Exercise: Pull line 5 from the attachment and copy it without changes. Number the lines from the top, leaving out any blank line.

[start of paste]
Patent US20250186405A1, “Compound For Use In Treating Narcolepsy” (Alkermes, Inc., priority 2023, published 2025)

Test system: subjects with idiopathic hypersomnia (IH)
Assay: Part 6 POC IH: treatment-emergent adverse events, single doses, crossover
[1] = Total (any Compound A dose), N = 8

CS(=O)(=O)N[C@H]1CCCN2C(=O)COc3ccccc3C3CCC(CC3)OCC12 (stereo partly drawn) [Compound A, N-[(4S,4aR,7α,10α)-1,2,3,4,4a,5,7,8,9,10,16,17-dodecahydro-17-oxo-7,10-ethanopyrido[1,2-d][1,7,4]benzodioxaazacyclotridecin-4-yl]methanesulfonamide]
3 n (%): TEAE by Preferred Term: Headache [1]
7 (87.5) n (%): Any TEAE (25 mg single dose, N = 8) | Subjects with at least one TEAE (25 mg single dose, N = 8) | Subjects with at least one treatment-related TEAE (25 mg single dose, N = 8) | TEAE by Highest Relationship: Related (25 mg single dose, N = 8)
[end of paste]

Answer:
CS(=O)(=O)N[C@H]1CCCN2C(=O)COc3ccccc3C3CCC(CC3)OCC12 (stereo partly drawn) [Compound A, N-[(4S,4aR,7α,10α)-1,2,3,4,4a,5,7,8,9,10,16,17-dodecahydro-17-oxo-7,10-ethanopyrido[1,2-d][1,7,4]benzodioxaazacyclotridecin-4-yl]methanesulfonamide]